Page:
One of the ‘remotest’ IITs in India—the nearest airport is Kangra (over 4 hours away) and the full-service airport is Chandigarh (6-7 hours away)—IIT Mandi, in Himachal Pradesh, has turned its relatively remote location into an advantage of sorts. “Attracting good faculty is a challenge at times, but many faculty members join us because they love the Himalayas,” says Laxmidhar Behera, director, IIT Mandi. In an interview with FE’s Vikram Chaudhary, he adds that being located in a fragile ecosystem can make students more climate-conscious. He also touches upon the recent topic of a video of him talking about ghosts, and says that the news wasn’t proper journalism. Excerpts:
What are the advantages and disadvantages of being located in a relatively remote place?
Our job is to make this place as vibrant and as visible as possible—both technologically and scientifically—so that people get attracted towards us, irrespective of where we are located.
Kamand valley, where the main campus is located, offers students a lot of avenues for hands-on research (such as generating electricity from water in the streams nearby, and using that electricity to serve rural needs). It is this kind of innovation that sets us apart.
Our faculty is actively involved in research on the problems the Himalayan region is facing and how sustainable development can happen in this fragile ecosystem.
Is the Kamand valley a huge, open-air laboratory for your students?
In a sense it is. Rural India has a lot of hidden innovation, and when our students travel to nearby areas they discover such innovations—for example, tandoor, which is popular in rural homes in this part of the country, is an easy-to-use, multi-utility warming device that is more effective than modern gadgets. There are not many distractions here (unlike in metro cities).
Our students regularly go out to nearby villages to learn about their problems and help develop solutions for them, or help improve their existing solutions.
Is it difficult to attract good faculty to a remote location?
It is, but many faculty members have joined us because they love the Himalayas. Last week, a new faculty member, who could have joined any IIT, joined IIT Mandi instead. We also offer them flexibility. For example, if husband and wife are qualified to work in an IIT, we try and make arrangements for them.
What about student placements?
Even during the pandemic when everything was being done online, many corporates wanted to come to IIT Mandi and stay here for some time, for placements—possibly because of the beautiful place IIT Mandi is located in.
Placements are good. Even during the pandemic year 2021, the average salary was up by 13%, median salary by 16% and highest package by 9%, as compared to the previous year.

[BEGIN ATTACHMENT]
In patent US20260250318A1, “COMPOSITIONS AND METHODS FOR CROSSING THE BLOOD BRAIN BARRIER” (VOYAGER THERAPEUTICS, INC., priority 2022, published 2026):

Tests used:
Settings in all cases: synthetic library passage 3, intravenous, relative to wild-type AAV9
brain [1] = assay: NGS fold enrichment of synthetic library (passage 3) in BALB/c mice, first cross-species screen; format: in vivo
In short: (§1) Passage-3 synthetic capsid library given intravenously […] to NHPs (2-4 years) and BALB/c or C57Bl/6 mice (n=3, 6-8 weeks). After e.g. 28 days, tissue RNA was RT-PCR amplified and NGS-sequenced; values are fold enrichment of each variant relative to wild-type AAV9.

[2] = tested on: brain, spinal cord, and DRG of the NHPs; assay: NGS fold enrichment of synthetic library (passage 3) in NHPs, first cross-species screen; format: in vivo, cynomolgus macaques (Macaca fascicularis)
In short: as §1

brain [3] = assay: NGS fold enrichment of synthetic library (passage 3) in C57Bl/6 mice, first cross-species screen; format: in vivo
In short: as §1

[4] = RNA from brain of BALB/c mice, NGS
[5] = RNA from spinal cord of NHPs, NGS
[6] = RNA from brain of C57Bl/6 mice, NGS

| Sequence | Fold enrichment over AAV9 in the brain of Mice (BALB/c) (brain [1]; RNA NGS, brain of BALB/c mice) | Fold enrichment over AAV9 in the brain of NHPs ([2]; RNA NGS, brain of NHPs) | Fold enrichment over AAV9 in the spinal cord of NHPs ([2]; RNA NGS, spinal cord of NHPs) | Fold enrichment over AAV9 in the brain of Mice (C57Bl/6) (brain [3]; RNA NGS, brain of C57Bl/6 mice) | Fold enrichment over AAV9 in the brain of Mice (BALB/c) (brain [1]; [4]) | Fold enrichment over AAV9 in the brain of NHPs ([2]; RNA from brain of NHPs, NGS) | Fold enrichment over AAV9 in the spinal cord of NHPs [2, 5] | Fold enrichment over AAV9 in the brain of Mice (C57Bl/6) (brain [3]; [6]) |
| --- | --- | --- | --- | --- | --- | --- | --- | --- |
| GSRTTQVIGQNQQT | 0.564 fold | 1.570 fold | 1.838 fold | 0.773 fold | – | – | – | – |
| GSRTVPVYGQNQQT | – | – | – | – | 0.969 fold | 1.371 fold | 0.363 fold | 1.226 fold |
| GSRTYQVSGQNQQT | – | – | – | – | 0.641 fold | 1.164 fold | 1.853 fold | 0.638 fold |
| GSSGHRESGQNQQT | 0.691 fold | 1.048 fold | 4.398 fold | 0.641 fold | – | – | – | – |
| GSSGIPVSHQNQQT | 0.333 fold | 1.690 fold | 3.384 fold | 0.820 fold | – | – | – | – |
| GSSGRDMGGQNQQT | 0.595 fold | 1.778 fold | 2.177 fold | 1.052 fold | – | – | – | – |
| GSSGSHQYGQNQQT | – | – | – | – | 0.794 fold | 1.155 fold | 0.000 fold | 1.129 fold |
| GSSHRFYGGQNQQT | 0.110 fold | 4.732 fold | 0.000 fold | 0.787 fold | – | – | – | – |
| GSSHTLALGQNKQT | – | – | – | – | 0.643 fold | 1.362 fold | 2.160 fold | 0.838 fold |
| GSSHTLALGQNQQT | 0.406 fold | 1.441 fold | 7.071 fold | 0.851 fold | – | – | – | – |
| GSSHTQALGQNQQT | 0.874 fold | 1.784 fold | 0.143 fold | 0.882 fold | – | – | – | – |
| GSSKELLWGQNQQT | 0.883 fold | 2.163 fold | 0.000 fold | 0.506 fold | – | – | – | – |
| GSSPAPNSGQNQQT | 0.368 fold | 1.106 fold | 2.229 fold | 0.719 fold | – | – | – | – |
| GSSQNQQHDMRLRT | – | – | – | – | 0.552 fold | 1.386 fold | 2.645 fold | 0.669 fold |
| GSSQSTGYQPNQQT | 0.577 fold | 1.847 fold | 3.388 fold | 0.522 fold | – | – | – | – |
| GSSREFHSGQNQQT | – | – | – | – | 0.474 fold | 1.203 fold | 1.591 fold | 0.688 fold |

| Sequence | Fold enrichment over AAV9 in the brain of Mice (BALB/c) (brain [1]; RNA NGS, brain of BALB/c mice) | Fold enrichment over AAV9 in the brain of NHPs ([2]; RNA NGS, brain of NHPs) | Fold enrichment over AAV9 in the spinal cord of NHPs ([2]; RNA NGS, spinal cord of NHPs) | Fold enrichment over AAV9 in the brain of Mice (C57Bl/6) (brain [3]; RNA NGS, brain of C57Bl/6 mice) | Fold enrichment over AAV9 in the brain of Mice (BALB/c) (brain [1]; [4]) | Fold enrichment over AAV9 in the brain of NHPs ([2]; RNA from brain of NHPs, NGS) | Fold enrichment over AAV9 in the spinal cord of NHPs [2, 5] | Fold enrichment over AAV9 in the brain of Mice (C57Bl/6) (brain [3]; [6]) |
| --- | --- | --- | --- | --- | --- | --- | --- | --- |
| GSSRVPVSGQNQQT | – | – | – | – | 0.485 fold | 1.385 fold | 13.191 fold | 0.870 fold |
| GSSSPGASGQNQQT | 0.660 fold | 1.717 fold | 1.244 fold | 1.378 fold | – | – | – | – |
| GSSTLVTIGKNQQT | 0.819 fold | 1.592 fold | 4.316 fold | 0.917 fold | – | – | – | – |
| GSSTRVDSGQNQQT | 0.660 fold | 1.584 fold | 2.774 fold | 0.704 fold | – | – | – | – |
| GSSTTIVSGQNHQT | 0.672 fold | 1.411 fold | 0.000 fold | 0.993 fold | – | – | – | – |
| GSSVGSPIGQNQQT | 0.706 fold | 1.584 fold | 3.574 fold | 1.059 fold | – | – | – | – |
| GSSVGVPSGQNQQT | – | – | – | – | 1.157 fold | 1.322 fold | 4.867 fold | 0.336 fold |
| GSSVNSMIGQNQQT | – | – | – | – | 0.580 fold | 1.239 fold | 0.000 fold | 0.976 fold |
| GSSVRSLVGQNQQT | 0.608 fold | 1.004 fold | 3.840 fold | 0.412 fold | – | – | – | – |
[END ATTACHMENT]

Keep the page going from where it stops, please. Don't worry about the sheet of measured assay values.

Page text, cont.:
What can you offer corporates?
There are many things we can offer; for instance, we are setting up a research park (and have asked for funding from the Ministry of Education), wherein industries will be able collaborate with IIT Mandi faculty and students on research projects. Unlike other IITs, IIT Mandi presents unique opportunities, of course with challenges, to various industries since it is located in the complex terrain of Himachal Pradesh.
What kind of autonomy do new-age IITs enjoy?
The Ministry of Education has certain policies (on reservation, EWS section quota, and so on), and we have to follow those policies. Otherwise, there is no interference from the government.
What are your major sources of revenue?
Student fees at IIT Mandi are highly subsidised; literally everybody gets scholarships. On top of that, IIT Mandi doesn’t charge girl students any fee, but instead pays Rs 1,000 per month fellowship to them.
We get annual grant, but we are a new IIT and don’t have a big alumni pool from where we can get donation. We are in the process of creating new avenues of resource generation, like maybe a fund in which philanthropists can put in money.
Indian has announced its net-zero commitments (year 2070). Do we need better, more engineers to meet that goal?
I think we need climate-conscious citizens. At IIT Mandi, we are focusing on climate-controlled agriculture, generating bio-energy from bio-waste, and bio-medicine. Climate change is visible in the Himalayas. For example, with global temperatures rising, apple farms are moving uphill (at higher elevation). We keep researching on such changes in our neighbourhood. We recently developed a landslide monitoring system. All these steps make our students more climate-conscious, as engineers, as professionals and as citizens.
A while ago you were in news regarding an old video of you talking about ghosts…
You cannot take a short clip from an hour-long lecture and present it in your own way. That’s what had happened in that case. Some people picked up the news, but I don’t think that was proper journalism.
But do you believe in spirituality?
(Be it science or spirituality), finding absolute truth is an eternal process. Even if you earn PhD, do you think you have mastered your subject? No.
The very premise that I am a scientist and I am taking something that is anti-thesis to science is a kind of prejudice towards me.
I have studied Bhagavad Gita; I understand it and I practise it. If you have not studied it, you will understand it in a different context.
An example please…
The Bhagavad Gita mentions that the world is made up of earth, water, fire, air and ether. A novice might say this is a primitive statement. Far from it. ‘Water is a space that carries information called taste’, statements such as these are profound science that are hidden in literature. We can get so much information from ancient literature and apply it to solve modern problems.